Michigan’s Democratic Governor Gretchen Whitmer is under fire after her husband reportedly tried to get preferential treatment from a dock company by citing his marital status. The controversy flared up over the long Memorial Day weekend, enraging some Michiganders and good government advocates wary of nepotism amidst the ongoing novel Coronavirus (COVID-19) pandemic. Now, Whitmer insists her husband was simply joking. And badly at that.
“Knowing it wouldn’t make a difference, he jokingly asked if being married to me might move him up,” Whitmer said during a press conference on Tuesday afternoon.”He regrets it. I wish it wouldn’t have happened. And that’s really all we have to say about it.”
According to The Detroit News, Marc Mallory phoned NorthShore Dock LLC in Kewadin, Michigan, near Traverse City last Thursday, May 21, and asked for his boat to be placed in the water prior to the holiday weekend when a massive onrush of visitors was almost certain to occur.
“This morning, I was out working when the office called me, there was a gentleman on hold who wanted his boat in the water before the weekend,” Northshore owner Tad Dowker said in a Facebook post that was later made private.
“Being Memorial weekend and the fact that we started working three weeks late means there is no chance this is going to happen,” the dock owner’s post continued. “Well our office personnel had explained this to the man and he replied, ‘I am the husband to the governor, will this make a difference?'”
Whitmer initially appeared loath to discuss the controversy.
Her spokesperson, Tiffany Brown, at first refused to confirm or deny the marina’s allegations and instead complained about the press coverage. Brown initially insisted the governor’s office would not respond to “every rumor that is spread online.”
Instead, Whitmer herself confirmed the conversation between Mallory and the dock company–at least partially validating partisan sniping and the original social media posts complaining that her husband had attempted to use his relationship with the Wolverine State’s chief executive to get his boat installed ahead of the crowd.
“He thought it might get a laugh,” Whitmer said. “It didn’t. And to be honest, I wasn’t laughing either when it was relayed to me. Because I knew how it would be perceived.”
Adding to the bad optics of requested political patronage and favoritism–jokingly or not–is the fact that Mallory’s request was made just a few days after Whitmer herself had discouraged residents from traveling to northern parts of the state due to expired pandemic travel restrictions.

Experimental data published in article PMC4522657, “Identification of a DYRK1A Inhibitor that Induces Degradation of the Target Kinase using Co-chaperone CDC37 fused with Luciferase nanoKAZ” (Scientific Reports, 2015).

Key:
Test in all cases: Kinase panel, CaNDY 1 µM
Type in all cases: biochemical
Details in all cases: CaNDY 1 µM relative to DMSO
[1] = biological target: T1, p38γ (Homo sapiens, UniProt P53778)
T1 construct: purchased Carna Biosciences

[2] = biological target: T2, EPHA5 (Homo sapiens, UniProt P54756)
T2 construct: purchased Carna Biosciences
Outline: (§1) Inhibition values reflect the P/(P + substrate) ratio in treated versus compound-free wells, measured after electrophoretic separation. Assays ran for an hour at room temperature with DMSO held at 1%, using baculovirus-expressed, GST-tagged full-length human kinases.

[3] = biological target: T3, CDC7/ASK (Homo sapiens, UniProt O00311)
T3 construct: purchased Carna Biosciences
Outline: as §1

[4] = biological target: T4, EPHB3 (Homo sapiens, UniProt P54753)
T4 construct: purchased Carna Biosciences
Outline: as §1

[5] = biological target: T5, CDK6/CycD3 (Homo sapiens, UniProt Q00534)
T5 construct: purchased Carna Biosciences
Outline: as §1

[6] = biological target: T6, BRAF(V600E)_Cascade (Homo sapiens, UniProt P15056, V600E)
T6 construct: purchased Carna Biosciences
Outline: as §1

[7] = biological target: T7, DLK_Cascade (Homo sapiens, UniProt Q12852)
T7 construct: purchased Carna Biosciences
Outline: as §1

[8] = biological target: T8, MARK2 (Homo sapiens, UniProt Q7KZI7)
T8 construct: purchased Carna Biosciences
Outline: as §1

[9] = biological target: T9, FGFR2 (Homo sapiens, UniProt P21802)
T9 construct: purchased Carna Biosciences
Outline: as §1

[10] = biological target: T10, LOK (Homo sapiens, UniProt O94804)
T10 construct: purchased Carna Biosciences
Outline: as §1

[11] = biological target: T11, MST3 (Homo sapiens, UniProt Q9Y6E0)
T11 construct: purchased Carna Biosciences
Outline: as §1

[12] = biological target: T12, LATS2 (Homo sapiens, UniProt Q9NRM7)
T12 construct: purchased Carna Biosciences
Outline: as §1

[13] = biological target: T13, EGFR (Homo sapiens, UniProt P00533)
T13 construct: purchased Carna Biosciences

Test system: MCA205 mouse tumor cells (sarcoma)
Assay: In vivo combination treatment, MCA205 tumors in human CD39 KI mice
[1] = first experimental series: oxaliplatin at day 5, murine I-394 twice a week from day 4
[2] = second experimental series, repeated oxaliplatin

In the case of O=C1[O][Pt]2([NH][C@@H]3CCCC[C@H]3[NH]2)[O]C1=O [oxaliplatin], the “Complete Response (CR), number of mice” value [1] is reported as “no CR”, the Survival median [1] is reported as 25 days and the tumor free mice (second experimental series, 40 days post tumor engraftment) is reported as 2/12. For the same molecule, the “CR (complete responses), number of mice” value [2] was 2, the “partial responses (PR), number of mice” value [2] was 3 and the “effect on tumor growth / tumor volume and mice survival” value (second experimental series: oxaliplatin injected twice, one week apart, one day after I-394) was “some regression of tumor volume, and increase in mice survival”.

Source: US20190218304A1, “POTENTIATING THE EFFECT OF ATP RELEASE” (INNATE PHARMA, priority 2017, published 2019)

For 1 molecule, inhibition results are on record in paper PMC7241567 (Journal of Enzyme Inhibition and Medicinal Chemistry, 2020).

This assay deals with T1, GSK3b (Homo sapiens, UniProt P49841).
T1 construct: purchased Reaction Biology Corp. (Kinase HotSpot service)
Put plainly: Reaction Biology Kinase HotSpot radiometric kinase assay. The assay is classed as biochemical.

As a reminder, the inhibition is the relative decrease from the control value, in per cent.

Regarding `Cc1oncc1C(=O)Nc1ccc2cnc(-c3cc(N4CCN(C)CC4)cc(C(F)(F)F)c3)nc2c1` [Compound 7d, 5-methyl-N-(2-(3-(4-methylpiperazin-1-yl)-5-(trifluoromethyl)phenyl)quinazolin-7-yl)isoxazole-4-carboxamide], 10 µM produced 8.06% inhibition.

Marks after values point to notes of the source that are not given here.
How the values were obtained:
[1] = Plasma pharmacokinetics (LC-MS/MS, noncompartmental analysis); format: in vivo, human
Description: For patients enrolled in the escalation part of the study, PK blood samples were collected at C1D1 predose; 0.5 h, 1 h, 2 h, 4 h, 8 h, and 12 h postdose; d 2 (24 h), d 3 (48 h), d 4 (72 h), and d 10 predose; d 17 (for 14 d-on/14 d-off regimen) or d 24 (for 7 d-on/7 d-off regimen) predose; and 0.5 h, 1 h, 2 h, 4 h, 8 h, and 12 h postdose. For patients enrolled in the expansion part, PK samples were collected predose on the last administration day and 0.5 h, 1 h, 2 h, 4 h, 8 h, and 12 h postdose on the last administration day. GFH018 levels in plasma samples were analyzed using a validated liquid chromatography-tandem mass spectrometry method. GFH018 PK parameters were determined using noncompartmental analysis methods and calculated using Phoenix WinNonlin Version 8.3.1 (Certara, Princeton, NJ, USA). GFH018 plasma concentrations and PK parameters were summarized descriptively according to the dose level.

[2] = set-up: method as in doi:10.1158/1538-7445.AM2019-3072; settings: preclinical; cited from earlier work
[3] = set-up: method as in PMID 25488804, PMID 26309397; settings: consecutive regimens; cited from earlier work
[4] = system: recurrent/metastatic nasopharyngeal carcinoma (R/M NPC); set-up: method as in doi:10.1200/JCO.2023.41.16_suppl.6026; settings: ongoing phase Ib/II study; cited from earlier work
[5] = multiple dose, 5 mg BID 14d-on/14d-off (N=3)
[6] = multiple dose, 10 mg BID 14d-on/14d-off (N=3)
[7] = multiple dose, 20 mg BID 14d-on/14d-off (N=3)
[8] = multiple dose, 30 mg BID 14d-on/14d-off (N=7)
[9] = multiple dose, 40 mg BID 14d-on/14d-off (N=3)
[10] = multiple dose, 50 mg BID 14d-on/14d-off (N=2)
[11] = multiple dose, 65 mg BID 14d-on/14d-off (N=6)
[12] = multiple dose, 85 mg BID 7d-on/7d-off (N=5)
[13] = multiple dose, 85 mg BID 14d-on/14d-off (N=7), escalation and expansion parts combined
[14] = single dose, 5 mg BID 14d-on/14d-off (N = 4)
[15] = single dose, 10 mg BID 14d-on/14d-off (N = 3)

“If you don’t live in these regions . . . think long and hard before you take a trip into them,” she said. “A small spike could put the hospital system in dire straits pretty quickly. That’s precisely why we’re asking everyone to continue doing their part. Don’t descend on Traverse City from all regions of the state.”
Traverse City is the largest city and de facto travel capital of the state’s 21-county northern region.
Critics and the media, however, seized upon the governor’s husband’s foibles during a Tuesday afternoon press conference. The implication here is easy enough to understand: it simply looks like a classic case of hypocrisy on top of everything else.
“My husband did go up to our place in Antrim County and raked some leaves and came home,” an increasingly agitated Whitmer said in response to a reporter’s question about whether her family had been spending time up north.
“So, he was there,” she continued. “He did not–we did not all pile in the car to go enjoy our second home–although that would have been permitted if we had–but the fact of the matter is that he was there briefly. For a night, I think; one or two nights; and came right back home after he raked our leaves.”
Whitmer’s second home is roughly 25 minutes away from Traverse City.
[Image via screengrab/WZZM-TV/Facebook]
Have a tip we should know? [email protected]